Why BMI is BS: Health Experts Weigh In

BMI, or Body Mass Index, is a common, yet flawed measure that is used to determine an individuals overall health. While this tool can be useful in research and screening, it is prone to various inaccuracies and limitations in assessment.

Our Bodies are More than a Category

We know our bodies are more than a category. Health is complicated. BMI is a simple height to weight ratio that is calculated by dividing your weight in kilograms by your height in meters squared. The criteria for determining if a person is underweight, normal (healthy weight), overweight or obese are as follows:

Underweight: < 18.5 kg/m2

Normal: 18.5 – < 25 kg/m2

Overweight: 25 – < 30 kg/m2

Obese: > 30 kg/m2

To assume health based upon the two criteria listed does not take into account the complexity of the human body. Crucial factors that are not considered when using BMI are muscle mass, bone density, and distribution of fat.

Strictly Height to Weight Ratio 

Research shows that using BMI alone isn’t an accurate measure of a person’s health. Many active individuals can be at an “ideal” weight for their height, but aren’t necessarily considered healthy. They could be dealing with imbalances with other health indicators such as cholesterol, hormone balance, lipid profile, blood sugars, etc.

BMI can lead to misclassification of an individual’s true health status as it does not take into account the distribution of body fat. For example: a person with high muscle mass and low body fat may be classified as overweight or obese based on their BMI, while a person with a lower muscle mass and higher body fat may be classified as normal weight. This is because muscle weighs more than fat.

Why is BMI Still Being Used?

Despite its limitations, BMI is used in healthcare for several reasons:

  1. Simplicity:  BMI is a simple and easily calculated measure that requires only two measurements, height and weight. This makes it accessible and cost-effective, especially in resource-limited settings.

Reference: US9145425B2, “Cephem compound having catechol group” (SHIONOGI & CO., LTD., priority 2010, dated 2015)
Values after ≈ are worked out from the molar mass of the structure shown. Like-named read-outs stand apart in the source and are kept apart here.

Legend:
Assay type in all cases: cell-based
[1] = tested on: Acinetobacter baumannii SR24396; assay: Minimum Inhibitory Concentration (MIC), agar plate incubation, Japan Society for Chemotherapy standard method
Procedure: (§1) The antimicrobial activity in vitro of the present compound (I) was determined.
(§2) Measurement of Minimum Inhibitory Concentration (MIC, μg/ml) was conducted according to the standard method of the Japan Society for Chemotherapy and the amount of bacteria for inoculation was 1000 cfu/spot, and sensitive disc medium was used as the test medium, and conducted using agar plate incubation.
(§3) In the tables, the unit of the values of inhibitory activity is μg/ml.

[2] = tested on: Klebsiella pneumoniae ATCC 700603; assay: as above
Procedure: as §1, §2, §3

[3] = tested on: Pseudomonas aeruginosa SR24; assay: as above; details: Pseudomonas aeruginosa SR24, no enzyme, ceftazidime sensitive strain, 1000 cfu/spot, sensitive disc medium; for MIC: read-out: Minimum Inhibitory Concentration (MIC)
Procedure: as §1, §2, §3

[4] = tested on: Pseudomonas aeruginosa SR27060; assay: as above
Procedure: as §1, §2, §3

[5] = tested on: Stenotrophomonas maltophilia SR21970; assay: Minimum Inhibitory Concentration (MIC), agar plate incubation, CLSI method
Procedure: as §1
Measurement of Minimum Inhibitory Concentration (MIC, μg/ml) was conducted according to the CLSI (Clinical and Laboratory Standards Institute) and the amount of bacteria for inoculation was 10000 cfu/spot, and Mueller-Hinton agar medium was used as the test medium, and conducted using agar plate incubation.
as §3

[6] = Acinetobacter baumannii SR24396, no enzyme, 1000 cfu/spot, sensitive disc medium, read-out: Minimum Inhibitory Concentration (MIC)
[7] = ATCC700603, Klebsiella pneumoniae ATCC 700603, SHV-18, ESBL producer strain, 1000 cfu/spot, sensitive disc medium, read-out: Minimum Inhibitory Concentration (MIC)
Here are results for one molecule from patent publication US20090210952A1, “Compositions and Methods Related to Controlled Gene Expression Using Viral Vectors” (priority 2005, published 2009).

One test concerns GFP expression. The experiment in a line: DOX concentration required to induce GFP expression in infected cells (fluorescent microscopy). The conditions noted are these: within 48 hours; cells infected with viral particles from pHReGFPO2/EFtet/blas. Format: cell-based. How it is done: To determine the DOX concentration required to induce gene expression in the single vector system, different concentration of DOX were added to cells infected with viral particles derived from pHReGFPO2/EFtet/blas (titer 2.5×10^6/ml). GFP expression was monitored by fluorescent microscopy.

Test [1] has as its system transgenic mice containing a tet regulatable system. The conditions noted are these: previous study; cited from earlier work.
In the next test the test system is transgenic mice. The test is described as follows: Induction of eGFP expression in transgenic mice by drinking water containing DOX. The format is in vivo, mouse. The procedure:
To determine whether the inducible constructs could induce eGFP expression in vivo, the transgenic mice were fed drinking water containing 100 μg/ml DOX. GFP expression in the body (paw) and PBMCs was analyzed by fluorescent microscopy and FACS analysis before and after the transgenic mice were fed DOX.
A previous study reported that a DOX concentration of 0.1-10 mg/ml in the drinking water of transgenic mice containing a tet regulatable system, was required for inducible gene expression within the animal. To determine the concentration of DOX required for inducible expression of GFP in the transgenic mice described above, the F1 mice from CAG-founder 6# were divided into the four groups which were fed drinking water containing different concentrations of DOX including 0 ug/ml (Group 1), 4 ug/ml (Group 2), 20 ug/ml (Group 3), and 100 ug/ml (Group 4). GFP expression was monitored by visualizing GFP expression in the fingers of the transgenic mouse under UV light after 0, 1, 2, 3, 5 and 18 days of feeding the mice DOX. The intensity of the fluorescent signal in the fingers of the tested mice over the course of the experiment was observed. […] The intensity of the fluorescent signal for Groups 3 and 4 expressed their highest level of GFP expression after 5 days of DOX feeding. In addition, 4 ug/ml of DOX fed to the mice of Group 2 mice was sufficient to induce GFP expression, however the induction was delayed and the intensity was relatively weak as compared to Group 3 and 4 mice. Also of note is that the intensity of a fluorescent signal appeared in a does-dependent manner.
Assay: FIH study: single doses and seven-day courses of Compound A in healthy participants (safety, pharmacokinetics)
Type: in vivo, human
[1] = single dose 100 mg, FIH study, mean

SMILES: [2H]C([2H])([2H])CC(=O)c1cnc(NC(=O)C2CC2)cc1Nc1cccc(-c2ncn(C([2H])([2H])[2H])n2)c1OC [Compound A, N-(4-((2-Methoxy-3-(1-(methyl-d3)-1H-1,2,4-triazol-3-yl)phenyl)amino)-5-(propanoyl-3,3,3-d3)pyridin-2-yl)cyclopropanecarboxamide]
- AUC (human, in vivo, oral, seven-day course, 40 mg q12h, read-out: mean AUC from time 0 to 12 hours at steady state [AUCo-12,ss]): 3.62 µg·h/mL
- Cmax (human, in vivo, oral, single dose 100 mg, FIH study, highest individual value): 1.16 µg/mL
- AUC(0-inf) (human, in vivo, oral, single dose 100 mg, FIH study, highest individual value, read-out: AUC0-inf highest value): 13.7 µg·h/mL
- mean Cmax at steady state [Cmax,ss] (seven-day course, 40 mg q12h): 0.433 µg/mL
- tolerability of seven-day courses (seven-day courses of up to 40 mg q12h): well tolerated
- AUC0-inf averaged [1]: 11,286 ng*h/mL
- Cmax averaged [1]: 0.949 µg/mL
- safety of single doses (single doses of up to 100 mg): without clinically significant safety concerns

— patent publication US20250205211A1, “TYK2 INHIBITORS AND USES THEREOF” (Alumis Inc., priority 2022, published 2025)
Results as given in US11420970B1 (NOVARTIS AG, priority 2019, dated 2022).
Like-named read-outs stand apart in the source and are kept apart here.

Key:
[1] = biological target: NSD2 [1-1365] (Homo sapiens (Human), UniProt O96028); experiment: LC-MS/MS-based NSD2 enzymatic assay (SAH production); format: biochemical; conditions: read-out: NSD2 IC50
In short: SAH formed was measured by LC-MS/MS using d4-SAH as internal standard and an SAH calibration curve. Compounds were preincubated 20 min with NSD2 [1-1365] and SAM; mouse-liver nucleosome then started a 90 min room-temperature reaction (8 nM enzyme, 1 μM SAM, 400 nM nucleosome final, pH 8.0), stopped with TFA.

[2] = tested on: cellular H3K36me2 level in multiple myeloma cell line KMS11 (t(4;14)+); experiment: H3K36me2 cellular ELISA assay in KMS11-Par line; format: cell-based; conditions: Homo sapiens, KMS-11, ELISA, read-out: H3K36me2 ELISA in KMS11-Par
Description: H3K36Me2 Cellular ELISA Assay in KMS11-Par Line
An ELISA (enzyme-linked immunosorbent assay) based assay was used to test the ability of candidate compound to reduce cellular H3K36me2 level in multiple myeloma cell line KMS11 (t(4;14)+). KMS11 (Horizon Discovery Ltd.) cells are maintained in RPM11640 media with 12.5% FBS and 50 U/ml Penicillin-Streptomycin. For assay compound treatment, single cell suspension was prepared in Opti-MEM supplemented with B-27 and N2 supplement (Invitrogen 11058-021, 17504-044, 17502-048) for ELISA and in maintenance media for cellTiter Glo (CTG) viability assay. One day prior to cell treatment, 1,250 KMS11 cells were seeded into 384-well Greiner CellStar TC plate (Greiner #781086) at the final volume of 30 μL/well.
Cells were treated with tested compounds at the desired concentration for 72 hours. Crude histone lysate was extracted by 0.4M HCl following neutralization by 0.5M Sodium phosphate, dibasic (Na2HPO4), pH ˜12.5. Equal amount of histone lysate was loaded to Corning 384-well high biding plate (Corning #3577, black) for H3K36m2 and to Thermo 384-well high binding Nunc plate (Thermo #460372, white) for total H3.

2. Widespread use: BMI has been used for over a century and became a standard measure of body weight in healthcare. This widespread use has made it a well-established and widely recognized tool.
  3. Convenience:  BMI provides a convenient way to categorize individuals into broad weight categories (underweight, normal weight, overweight, and obese). 
  4. Lack of Alternatives: While there are more accurate measures of body composition, such as skin fold thickness, bioelectrical impedance, and dual-energy x-ray absorptiometry (DXA), these methods are often more expensive, time-consuming, and require specialized equipment.

Better Indicators of Health

There are several other indicators that encompass a more accurate representation of health other than BMI:

  1. Waist circumference: This measures the amount of abdominal fat which is a strong predictor of health problems associated with excess body weight.
  2. Body composition: Measures such as skinfold thickness, bioelectrical impedance, and dual-energy x-ray absorptiometry (DXA) can provide a more accurate assessment of body fat and muscle mass.
  3. Lipid profile: This measures levels of cholesterol and triglycerides in the blood, which are important indicators of heart health.
  4. Blood pressure: High blood pressure is a risk factor for heart disease and stroke.
  5. Glucose and insulin levels: These measures can help to identify individuals who are at risk for diabetes.

How we can help

It is best to meet with a specialized health professional (i.e., Registered Dietitian) to assess nutritional status to gain a true understanding of your overall health. Having the support of professionals is key to making informed decisions and devising a treatment plan that is best suited to your unique needs. 

Schedule an appointment with one of our Registered Dietitian Nutritionists (RDNs) at one of our locations in Arizona, Pennsylvania, or virtually. We are excited to help get you started on your health and wellness journey. We promise…no BMI, and no BS!